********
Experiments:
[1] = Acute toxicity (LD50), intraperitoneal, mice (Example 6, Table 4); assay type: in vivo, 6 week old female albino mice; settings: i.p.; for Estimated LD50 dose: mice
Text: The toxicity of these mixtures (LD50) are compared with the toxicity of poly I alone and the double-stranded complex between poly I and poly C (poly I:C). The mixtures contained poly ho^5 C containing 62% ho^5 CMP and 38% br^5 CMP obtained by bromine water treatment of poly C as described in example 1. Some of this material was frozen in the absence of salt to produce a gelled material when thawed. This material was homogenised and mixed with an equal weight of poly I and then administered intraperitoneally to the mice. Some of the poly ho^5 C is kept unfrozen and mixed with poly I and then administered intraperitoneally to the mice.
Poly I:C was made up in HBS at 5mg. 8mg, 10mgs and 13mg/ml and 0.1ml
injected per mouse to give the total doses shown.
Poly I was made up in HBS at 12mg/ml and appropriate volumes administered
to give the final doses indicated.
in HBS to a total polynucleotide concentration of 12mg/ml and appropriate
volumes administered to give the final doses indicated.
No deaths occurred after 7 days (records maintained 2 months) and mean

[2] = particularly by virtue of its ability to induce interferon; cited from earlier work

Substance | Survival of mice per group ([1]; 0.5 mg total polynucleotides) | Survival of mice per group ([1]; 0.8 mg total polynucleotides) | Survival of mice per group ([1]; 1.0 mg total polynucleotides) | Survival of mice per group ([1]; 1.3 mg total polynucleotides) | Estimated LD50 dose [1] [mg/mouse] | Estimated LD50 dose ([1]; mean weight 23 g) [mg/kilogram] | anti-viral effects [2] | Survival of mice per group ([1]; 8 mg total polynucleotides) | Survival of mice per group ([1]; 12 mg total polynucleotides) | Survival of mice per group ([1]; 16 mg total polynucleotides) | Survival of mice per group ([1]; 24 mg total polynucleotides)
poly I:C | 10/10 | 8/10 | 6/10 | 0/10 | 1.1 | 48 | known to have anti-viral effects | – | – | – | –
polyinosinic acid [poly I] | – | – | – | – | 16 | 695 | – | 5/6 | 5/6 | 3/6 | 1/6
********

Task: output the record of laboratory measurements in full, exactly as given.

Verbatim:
Experiments:
[1] = Acute toxicity (LD50), intraperitoneal, mice (Example 6, Table 4); assay type: in vivo, 6 week old female albino mice; settings: i.p.; for Estimated LD50 dose: mice
Text: The toxicity of these mixtures (LD50) are compared with the toxicity of poly I alone and the double-stranded complex between poly I and poly C (poly I:C). The mixtures contained poly ho^5 C containing 62% ho^5 CMP and 38% br^5 CMP obtained by bromine water treatment of poly C as described in example 1. Some of this material was frozen in the absence of salt to produce a gelled material when thawed. This material was homogenised and mixed with an equal weight of poly I and then administered intraperitoneally to the mice. Some of the poly ho^5 C is kept unfrozen and mixed with poly I and then administered intraperitoneally to the mice.
Poly I:C was made up in HBS at 5mg. 8mg, 10mgs and 13mg/ml and 0.1ml
injected per mouse to give the total doses shown.
Poly I was made up in HBS at 12mg/ml and appropriate volumes administered
to give the final doses indicated.
in HBS to a total polynucleotide concentration of 12mg/ml and appropriate
volumes administered to give the final doses indicated.
No deaths occurred after 7 days (records maintained 2 months) and mean

[2] = particularly by virtue of its ability to induce interferon; cited from earlier work

Substance | Survival of mice per group ([1]; 0.5 mg total polynucleotides) | Survival of mice per group ([1]; 0.8 mg total polynucleotides) | Survival of mice per group ([1]; 1.0 mg total polynucleotides) | Survival of mice per group ([1]; 1.3 mg total polynucleotides) | Estimated LD50 dose [1] [mg/mouse] | Estimated LD50 dose ([1]; mean weight 23 g) [mg/kilogram] | anti-viral effects [2] | Survival of mice per group ([1]; 8 mg total polynucleotides) | Survival of mice per group ([1]; 12 mg total polynucleotides) | Survival of mice per group ([1]; 16 mg total polynucleotides) | Survival of mice per group ([1]; 24 mg total polynucleotides)
poly I:C | 10/10 | 8/10 | 6/10 | 0/10 | 1.1 | 48 | known to have anti-viral effects | – | – | – | –
polyinosinic acid [poly I] | – | – | – | – | 16 | 695 | – | 5/6 | 5/6 | 3/6 | 1/6